In Dziga Vertov’s experimental silent film Man With A Movie Camera (1929), we follow a cameraman as he films everyday scenes in Soviet life – busy streets, beaches, haircuts, birth, marriage, divorce, a funeral, working with machinery. We also see ‘behind the scenes’ as the film itself is being edited. The film shows both 24 hours in the Soviet Union, and the construction of those 24 hours into a film, in a very experimental and avant-garde way.
It seems like with this blog, I’m revisiting all of the early cinema that people watch at the very beginning of a film studies degree at university. Unfortunately I never had the opportunity to study film at university, so I’m okay with that! Tonight, I decided to re-watch Man With A Movie Camera. I hadn’t watched this one for a long time, and it’s always a classic. From the very first scene, where we see a little man with a little camera climb on top of a larger camera in order to start filming, I was hooked.
As with many early silent films, Man With A Movie Camera uses experimental techniques and effects to tell its ‘story’, such as dissolves, split screens, slow motion sequences, stop motion animation, and freeze frames. Some intriguing scenes of the film involves playing with the dimensions of objects – for example, using some of the aforementioned effects, in one scene the cameraman is a large, superhuman figure towering over the subjects he films. The use of freeze frames in conjunction with quick cutting can be seen in an emotionally moving scene where we are shown the circle of life – a baby being born (watch out for the graphic umbilical cord moment), a wedding, a funeral. Life, love, and death, all in 24 hours. Another scene contrasts the fit bodies of athletes with people utilising some strange weight loss instruments of the ’20s. The film’s construction is very clever in this way.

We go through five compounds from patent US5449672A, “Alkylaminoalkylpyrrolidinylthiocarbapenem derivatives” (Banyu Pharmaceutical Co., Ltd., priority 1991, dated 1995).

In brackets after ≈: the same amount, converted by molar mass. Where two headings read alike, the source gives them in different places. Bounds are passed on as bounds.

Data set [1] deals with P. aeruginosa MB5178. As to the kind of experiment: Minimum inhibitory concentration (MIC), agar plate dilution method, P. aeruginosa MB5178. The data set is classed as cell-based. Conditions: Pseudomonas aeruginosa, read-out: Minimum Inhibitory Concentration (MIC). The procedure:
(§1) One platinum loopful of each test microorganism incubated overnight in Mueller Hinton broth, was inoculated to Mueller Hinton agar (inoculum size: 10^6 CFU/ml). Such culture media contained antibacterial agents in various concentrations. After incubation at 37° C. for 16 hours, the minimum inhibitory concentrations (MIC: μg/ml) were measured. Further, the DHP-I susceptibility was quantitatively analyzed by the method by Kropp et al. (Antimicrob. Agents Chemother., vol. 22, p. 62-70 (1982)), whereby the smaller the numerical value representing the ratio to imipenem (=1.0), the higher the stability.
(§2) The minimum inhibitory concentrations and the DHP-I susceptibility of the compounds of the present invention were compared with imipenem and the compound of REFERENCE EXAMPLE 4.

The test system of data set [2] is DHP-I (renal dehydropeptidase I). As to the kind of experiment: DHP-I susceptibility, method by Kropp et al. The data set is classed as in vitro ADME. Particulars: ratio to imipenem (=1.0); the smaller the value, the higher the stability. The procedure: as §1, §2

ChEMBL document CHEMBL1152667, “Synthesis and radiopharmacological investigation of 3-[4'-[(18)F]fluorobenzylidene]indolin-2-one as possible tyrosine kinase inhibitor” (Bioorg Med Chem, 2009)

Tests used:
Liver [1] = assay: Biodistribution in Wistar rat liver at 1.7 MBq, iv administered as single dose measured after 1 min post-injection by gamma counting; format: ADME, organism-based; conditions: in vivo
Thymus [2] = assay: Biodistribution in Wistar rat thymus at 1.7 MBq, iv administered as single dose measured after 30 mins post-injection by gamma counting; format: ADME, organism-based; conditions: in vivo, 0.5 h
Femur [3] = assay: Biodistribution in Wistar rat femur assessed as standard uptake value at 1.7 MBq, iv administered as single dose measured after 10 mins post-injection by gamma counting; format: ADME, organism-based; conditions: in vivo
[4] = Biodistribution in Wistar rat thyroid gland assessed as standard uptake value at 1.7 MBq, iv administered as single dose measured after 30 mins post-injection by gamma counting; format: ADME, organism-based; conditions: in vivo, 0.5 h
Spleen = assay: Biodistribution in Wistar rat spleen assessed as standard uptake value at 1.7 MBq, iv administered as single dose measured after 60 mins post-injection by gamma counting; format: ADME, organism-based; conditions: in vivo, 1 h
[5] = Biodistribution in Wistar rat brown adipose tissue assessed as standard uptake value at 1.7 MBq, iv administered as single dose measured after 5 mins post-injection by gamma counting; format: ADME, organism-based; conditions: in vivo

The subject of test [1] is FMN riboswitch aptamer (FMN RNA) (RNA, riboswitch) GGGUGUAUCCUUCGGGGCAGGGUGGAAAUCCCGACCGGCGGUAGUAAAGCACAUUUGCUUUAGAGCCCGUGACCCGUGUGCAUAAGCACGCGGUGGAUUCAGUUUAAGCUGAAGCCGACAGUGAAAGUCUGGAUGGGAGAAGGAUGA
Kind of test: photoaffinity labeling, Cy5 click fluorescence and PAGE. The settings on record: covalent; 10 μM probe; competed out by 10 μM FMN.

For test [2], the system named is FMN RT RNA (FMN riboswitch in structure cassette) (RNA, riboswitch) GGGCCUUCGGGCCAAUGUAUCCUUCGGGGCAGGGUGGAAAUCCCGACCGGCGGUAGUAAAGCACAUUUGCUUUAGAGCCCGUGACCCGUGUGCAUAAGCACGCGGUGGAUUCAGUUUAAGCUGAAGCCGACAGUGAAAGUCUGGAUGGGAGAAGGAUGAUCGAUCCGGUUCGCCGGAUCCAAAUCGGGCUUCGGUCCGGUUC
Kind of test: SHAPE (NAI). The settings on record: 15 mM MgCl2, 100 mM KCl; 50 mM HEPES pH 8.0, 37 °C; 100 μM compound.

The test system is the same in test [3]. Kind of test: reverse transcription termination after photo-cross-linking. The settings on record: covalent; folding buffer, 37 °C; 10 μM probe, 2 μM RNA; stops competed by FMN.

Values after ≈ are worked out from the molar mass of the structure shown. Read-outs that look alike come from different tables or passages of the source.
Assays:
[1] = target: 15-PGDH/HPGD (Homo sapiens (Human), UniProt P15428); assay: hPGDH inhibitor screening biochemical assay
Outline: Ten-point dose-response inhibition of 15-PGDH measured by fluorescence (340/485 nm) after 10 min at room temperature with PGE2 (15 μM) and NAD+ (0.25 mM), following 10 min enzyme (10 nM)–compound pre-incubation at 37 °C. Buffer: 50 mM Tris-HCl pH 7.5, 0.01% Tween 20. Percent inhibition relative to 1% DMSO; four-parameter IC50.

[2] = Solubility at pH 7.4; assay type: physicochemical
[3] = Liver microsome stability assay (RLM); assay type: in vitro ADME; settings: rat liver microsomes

With the level of experimenting going on in Man With A Movie Camera, never once does it feel crowded or overpacked with special effects. This must have been a really difficult balance to maintain, between wanting to experiment with the newest techniques available to use at the time, and also using them sparingly enough that the viewer doesn’t feel bombarded by them. Despite having no dialogue, not even intertitle cards, and no clearly defined story, this film is compelling throughout its runtime. There’s an element of, “What will they do next?”, but the film is also interesting on a mundane level. Whilst watching, I was interested to see ordinary people in their ordinary lives in the Soviet Union of 1929. If anything, this film is an interesting historical document (and it is indeed described as a documentary by some). If you haven’t seen this one, you definitely should!
Watch the (unofficial) trailer here.
Watch this film at Amazon!